Klawchat today at 1 pm ET.
Tom Acitelli’s The Audacity of Hops: The History of America’s Craft Beer Revolution is as comprehensive a history of the topic as I could possibly imagine, sometimes to the detriment of the book’s flow (pun intended), but also a totally fascinating look at one of the country’s greatest entrepreneurial and cultural success stories. Acitelli goes back to the movement’s origins in the 1960s, when Anchor was the nation’s only craft brewer by any reasonable definition of the term, and follows it through legal challenges, the need to educate the consumer, and some truly disgraceful behavior by executives at Big Beer (mostly Anheuser-Busch) on to the present-day climate where the U.S. is by far the world’s leader in both variety and innovation in the craft beer market. If you enjoy craft beer, as I do, this is an absolute must-read.
Acitelli’s initial section, where he describes Fritz Maytag’s takeover of the floundering Anchor brewery in San Francisco as well as other early startup efforts like Jack McAuliffe’s New Albion, spoke to me more than any other part of the book because it reflected so well my own experiences with beer. I grew up thinking I hated beer; I’d had Big Beer at various times, but despised every sip – it was watery and bitter and acrid with no redeeming qualities whatsoever. I thought it was what you drank to get drunk, or at least to seem older because you were drinking something forbidden, but never thought of beer as something you would drink because you liked it. When I was in college in the early ’90s, Sam Adams (the flagship beer of the Boston Beer Company, whose founder, Jim Koch, is one of the central characters in Audacity) was popular locally and was the first beer I’d tried and liked, or at least didn’t hate, although it wasn’t quite enough to convince me that I could like beer as a class of beverages. I was always a liquor drinker, rum and gin primarily, as well as the occasional hard cider (although many of those were too sweet, like wine coolers for people who didn’t want to be caught drinking wine coolers).
What I eventually learned, past the age of 30, was that I liked many styles of beer – just not the style promulgated by Big Beer, generally described as pale lagers or pilsners, but made in huge quantities from inferior ingredients. I love darker, richer-bodied beers – stouts and porters, of course, but also bocks, brown ales, amber ales, and even the lagers called Oktoberfest beers which are darker and have more complex flavors than pilsners. I started as a Guinness drinker, and still am to some degree – it’s a rare Big Beer brand I can get behind, along with Newcastle Brown Ale – but over the past six or seven years have found myself drinking more and more craft beers, as much for the adventure of trying new labels and styles as for the beers themselves.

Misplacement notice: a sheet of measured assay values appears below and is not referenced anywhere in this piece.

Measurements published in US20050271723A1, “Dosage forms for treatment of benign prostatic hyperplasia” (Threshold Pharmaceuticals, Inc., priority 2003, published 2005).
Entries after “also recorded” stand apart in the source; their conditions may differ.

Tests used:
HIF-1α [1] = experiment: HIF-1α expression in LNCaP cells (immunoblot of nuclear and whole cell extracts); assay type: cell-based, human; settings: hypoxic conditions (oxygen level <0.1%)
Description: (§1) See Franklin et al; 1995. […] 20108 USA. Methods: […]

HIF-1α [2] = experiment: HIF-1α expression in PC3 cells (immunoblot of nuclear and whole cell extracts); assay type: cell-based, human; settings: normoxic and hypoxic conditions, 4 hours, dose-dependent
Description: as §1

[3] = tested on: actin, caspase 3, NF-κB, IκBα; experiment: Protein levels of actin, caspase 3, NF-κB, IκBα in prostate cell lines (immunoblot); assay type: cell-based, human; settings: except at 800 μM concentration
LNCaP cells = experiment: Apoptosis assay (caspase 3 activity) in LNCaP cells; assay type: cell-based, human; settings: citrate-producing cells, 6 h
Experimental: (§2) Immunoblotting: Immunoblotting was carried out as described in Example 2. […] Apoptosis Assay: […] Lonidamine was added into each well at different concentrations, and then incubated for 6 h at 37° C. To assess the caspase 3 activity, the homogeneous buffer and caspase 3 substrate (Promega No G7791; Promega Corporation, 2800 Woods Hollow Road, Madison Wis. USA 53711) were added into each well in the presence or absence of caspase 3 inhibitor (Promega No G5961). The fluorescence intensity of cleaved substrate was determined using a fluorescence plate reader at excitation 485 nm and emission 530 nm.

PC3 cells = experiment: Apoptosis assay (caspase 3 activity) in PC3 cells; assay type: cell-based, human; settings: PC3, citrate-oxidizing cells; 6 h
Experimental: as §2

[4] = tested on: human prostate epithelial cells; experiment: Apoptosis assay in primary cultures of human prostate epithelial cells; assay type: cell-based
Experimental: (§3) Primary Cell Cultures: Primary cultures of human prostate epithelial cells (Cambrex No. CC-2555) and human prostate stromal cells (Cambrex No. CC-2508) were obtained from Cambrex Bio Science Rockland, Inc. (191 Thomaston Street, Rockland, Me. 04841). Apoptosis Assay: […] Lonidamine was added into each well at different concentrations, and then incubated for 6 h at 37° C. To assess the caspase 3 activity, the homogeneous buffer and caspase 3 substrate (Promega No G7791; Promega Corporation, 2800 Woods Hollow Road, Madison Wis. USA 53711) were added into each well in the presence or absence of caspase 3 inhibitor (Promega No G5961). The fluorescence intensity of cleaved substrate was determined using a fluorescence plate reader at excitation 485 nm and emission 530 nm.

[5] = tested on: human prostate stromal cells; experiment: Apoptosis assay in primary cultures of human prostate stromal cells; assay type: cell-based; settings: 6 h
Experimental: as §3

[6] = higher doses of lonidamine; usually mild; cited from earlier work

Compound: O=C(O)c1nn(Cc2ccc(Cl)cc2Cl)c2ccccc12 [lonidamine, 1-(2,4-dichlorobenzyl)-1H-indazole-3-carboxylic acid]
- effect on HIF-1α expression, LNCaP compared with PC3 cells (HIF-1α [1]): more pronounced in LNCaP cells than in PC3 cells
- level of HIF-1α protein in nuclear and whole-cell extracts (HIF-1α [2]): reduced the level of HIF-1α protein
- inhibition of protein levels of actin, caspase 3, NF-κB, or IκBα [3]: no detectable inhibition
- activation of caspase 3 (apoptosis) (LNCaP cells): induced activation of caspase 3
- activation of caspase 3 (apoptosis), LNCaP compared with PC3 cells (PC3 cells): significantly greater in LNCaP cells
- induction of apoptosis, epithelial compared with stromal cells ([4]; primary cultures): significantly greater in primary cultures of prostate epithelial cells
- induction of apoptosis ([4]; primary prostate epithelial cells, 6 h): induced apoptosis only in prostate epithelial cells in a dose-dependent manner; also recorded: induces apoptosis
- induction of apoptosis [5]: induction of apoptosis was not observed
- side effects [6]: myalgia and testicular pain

The Audacity of Hops filled in countless gaps in my knowledge of the history of the styles and breweries I’ve enjoyed, starting with Anchor Porter, one of my favorite porters and, as it turns out, one of Maytag’s most important contributions to beer culture: Porter was dead as a style until Maytag brought it back. (Maytag’s great-grandfather founded the appliance maker, and his father founded the dairy farm that produces Maytag blue cheese makers as well. Pretty good bloodlines there.) He also served as the craft beer movement’s first apostle, although adherents traveled to him more than he did to them, and he was helped by English beer advocate and journalist Michael Jackson, who was among the first to sing Anchor’s praises. Maytag opened his doors to other would-be homebrewers, many of whom went on to start craft breweries of their own. Acitelli walks through what feels like every one of their stories, from those that folded, like New Albion, to ongoing success stories like Sierra Nevada (founded in 1980), Mendocino (1984), and Alaska Brewing (1986).
The book careens from story to story in Acitelli’s attempt to cover as much of the movement as possible, including as many startup stories, both of breweries and brewbups, as he can. Sometimes that is a necessary evil, such as his section on the founding of Delaware’s Dogfish Head brewery, the first serious “extreme beer” brewery, adding unusual ingredients to its beers or otherwise using unorthodox tricks with traditional styles – such as adding hops every minute during the hourlong brewing of its highly-regarded 60-minute IPA. But other times Acitelli mentions the openings of breweries or pubs that didn’t last and had no significant impact on the movement. A craft brewery that was the first in its particular state is not notable for that reason alone, and the book could have focused more on the leading figures in the movement – Maytag, Koch, Jackson, McAuliffe, Garrett Oliver of Brooklyn Brewery, and others – while losing some of the breadth of the coverage. Acitelli’s research work here is remarkable, given the number of people he must have had to track down for interviews, but the book takes a good 60-70 pages to get rolling because of the disjointed structure that bounces us back and forth between breweries and characters throughout the book’s length.
Next up: Back to the classics with Anthony Trollope’s The Way We Live Now, which will probably occupy me for the next two weeks or more.